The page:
Hurray for pretzels. The USA celebrate April 26 as a National Pretzel Day and October 22 as Eat a Pretzel Day – sometimes: National Eat a Pretzel Day. What this is all about and why these two food holidays in honor of the pretzels deserve a permanent place in the calendar of curious holidays from all over the world , the following lines illuminate. Good Appetite.
The U.S. National Pretzel Day on April 26th
If a baked good in the calendar of the curious world days is given two separate appointments at the same time, there must be something to the matter. Accordingly, these following sections trace the respective origins of the two US American Pretzel Days. Let’s start with National Pretzel Day on April 26th.
Who started National Pretzel Day?
If you take a first look at the existing sources, the background or origins of National Pretzel Day do not seem to be particularly well documented. Rather, most of the popular online calendars and websites on the subject of food holidays refer to an inconclusive research into a possible initiator and the exact year of foundation.
Actually astonishing. Because on closer inspection, a lot speaks for the US food blogger John-Bryan Hopkins as the initiator of National Pretzel Day. Hopkins from Alabama has launched numerous food holidays of his own since 2005/2006 and, with his blog foodimentary.com, is a real authority on culinary holidays.
The oldest contribution to the Pretzel Day is from April 26, 2012; although it is not entirely clear whether this is actually the first edition of this culinary event. The data from Google Trends suggests that the search term National Pretzel Day generated the first relevant interest in organic search as early as July 2004. However, since this data set does not go back any further than 2004, an even older founding year cannot be completely ruled out (see also the list of further links below).
Why does National Pretzel Day fall on April 26th?
In contrast, however, there is no reason for the selected date. Even against the background of the assumption that Hopkins is actually the initiator of this American Pretzel Day, his post on foodimentary.com does not provide any justification for the chosen date of April 26th.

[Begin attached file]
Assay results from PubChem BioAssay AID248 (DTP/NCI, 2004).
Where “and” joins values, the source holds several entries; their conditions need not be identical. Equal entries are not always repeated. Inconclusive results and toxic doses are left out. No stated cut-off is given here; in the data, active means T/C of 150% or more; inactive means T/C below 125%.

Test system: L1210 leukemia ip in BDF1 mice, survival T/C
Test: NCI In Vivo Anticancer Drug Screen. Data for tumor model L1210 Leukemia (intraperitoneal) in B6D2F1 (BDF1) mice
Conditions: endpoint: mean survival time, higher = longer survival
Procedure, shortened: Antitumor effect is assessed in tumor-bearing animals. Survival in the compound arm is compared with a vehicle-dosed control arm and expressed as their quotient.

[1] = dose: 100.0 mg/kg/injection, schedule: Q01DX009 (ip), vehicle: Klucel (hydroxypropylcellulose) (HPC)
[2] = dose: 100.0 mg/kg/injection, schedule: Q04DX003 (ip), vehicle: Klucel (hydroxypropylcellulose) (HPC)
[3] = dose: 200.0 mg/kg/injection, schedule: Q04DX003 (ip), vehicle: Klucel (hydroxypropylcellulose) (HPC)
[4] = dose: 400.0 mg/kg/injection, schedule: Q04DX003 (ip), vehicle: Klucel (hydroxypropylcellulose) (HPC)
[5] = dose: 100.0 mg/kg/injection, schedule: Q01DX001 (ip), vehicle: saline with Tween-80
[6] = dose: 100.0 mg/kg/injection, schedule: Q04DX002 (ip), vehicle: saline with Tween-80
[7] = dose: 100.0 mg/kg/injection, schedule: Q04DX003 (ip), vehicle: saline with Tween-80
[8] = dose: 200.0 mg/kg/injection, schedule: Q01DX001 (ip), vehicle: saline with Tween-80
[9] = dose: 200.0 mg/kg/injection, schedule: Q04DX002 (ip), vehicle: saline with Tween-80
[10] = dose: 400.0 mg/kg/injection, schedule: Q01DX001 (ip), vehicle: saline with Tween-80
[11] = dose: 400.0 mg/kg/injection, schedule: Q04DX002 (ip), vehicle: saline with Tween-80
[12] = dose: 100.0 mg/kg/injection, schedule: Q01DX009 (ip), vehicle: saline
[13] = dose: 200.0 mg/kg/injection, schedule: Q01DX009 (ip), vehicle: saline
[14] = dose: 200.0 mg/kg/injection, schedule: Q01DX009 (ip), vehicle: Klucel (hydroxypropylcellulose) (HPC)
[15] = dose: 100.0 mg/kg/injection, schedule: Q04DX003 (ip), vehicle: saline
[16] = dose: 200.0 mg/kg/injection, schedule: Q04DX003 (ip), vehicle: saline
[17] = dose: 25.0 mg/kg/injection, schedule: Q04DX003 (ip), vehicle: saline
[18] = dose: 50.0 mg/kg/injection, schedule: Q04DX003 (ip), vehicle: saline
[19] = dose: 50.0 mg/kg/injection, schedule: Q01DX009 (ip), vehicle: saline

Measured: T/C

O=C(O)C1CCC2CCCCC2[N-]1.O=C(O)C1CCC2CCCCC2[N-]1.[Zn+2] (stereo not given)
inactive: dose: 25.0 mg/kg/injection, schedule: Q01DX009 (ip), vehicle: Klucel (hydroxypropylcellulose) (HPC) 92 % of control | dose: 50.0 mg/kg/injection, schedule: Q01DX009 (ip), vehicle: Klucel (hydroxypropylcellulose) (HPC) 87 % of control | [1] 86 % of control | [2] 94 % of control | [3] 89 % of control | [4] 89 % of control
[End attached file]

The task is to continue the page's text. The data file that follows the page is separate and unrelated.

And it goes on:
Rather, the American has pointed out in several interviews that the occasions of this culinary collection are placed either according to seasonal reference or the existing gaps in the calendar. This against the background that at the start of foodimentary.com he could only find 200 well-known food holidays and filled the remaining days with his own holidays (see also the list of related links below).
Interesting side note at this point: In fact, there are a number of references to April as National Soft Pretzel Month. Despite this calendar overlap, I could not find out in the course of the research for this article whether there is a direct substantive connection between National Pretzel Day and National Soft Pretzel Month (see also the list of related links below).
At this point, however, we can say that this special day of the pretzel fits perfectly into the series of American snack holidays. As an example, reference is made to the following entries in the Collection of Curious World Days:
- National Cream Puff Day on January 2,
- National Croissant Day on January 30th,
- National Pigs-In-A-Blanket Day on April 24th or
- National Fritters Day on December 2nd.
On April 26th, then, the pastry with the symmetrically intertwined dough strand. Actually, due to the similarity of the shape here, August 8th would be a more appropriate date. 😉
Eat a Pretzel Day – Eat a Pretzel Day on October 22nd
A similar situation can be found with a view to the background for the US Eat a Pretzel Day (Eat a pretzel day) on October 22nd. What is it about?
Who started National Pretzel Day or Eat a Pretzel Day?
Although I cannot say with absolute certainty, there are some indications that Eat a Pretzel Day goes back to the American author and social expert Heidi Richards Mooney and her Quirky Marketing Calendar project. Although their website only lists the first blog post about this pretzel holiday for October 2014, the data from Google Trends suggest that Eat a Pretzel Day generated initial relevant search interest in the United States as early as February 2010 (see also the List of related links below).